Black walnut trees are prized for their edible nuts as well as their hardwood lumber, but it is important to take precautions when gardening with black walnuts trees. Problems that arise from the dropping of the dense, staining nuts as well as issues regarding negative affects on nearby plants make the black walnut tree a plant that needs to be handled with extra care.
Plant Away from Gardens
Black walnut trees create a relationship with nearby plants known as allelopathy in which the trees create a substance that affects other plants, explains the West Virginia University Extension Service. Black walnut trees produce a substance called juglone as well as hydrojuglone that are present in the bud, nut hulls, roots and all parts of the nut of the walnut tree. Through the production of this chemical, nearby plants experience yellowing and wilting of leaves as well as death due to the toxicity of the black walnut tree. Juglone does not travel far through soil because it has low water solubility, but its activity causes a toxic area just below the tree's canopy as well as near its roots. In order to prevent toxic shock or death to neighboring plants, the simple precaution includes keeping your garden in a location away from black walnut trees or using a raised bed to separate roots from the main soil level.
Plant in Naturally Occuring Areas
Though black walnut trees are generally resistant to pests and disease, maintaining them according to their care requirements is essential in keeping a healthy plant. A precaution regarding consistent vigor of the black walnut tree is to plant trees in areas where they naturally grow, explains the University of Minnesota Extension. Severely cold temperatures can injure black walnut trees and lead to death, while those trees that do not die but are injured become highly susceptible to diseases like canker. Keep trees away from narrow valleys and low land areas in which frost is more prevalent. If you observe any damage to leaves, nuts or twigs, your tree may be infested with insect pests like walnut caterpillars or aphids; however, vigorous trees are usually only damaged cosmetically. Additionally, livestock poses a great threat to black walnut trees as their tendency toward rubbing against and feeding on trees as well as creating more compact soil can lead to severe tree injury, according to the University of Minnesota Extension.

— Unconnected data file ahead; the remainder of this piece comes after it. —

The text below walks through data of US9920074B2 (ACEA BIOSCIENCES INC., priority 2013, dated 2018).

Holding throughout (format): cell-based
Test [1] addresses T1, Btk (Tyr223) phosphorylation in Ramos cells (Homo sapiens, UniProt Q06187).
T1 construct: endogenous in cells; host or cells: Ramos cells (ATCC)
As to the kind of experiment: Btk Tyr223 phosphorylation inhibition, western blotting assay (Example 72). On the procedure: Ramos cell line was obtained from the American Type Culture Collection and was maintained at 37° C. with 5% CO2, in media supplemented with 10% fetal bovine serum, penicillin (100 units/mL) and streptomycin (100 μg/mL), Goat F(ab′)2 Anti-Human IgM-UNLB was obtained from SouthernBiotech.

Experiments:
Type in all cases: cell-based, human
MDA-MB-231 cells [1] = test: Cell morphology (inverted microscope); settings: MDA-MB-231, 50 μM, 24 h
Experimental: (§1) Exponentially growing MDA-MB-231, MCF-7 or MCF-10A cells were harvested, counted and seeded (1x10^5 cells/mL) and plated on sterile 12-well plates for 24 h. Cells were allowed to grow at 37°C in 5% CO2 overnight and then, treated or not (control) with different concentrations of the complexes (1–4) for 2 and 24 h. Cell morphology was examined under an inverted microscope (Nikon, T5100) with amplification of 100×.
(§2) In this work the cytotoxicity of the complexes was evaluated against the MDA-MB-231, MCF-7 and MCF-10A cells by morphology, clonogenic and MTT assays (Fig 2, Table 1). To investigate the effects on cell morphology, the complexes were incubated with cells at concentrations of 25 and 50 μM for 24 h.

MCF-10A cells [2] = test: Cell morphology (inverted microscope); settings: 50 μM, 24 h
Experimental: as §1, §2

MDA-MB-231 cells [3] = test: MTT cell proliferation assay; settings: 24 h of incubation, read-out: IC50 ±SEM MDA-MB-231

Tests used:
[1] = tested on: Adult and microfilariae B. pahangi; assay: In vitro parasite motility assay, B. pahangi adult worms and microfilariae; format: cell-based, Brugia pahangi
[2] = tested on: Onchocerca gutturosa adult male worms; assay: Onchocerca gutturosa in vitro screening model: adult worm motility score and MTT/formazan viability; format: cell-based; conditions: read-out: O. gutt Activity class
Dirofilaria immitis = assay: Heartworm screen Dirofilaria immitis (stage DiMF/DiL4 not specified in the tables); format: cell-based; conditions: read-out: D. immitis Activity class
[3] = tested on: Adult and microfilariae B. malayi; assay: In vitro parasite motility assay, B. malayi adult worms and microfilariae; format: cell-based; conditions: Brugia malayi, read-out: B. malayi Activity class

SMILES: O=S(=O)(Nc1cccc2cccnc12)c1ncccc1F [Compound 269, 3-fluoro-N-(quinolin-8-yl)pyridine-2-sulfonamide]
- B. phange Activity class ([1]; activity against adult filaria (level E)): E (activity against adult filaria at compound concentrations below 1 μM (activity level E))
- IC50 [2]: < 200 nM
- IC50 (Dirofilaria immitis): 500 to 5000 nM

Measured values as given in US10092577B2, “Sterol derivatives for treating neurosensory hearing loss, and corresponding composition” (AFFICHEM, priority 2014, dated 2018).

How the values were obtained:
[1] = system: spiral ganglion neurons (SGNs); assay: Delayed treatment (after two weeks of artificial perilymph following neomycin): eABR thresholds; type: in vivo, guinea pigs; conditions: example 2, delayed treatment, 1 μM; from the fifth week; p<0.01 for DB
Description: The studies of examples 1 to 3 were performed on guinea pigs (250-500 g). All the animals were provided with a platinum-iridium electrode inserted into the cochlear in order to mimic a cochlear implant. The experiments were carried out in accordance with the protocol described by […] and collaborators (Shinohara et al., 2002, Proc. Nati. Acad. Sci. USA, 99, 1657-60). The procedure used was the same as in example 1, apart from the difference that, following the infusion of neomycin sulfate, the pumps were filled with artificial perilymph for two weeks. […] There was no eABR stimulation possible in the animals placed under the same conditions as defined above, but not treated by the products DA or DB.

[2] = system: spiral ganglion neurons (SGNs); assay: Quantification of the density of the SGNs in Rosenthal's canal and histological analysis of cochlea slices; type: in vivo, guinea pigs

Beware of Staining
Black walnut trees produce fruit that contains black nuts and the nuts contain an oil within the kernel. The husk contains a yellow dye that turns black as the fruit ripens and begins to rot. It is important to take location into consideration when planting black walnut trees because whether gathering and harvesting nuts or dealing with nuts that have fallen from the tree, the husks will stain anything they come in contact with including other plants, cement and skin, according to the Union County College Biology Department. The precaution regarding staining focuses on location; a black walnut tree near a street or a driveway may lead to stained cars. Also, due to the immense strength of the nut's shell, damage to property is a potential problem when nuts fall from the tree, as is possible injury to humans and pets.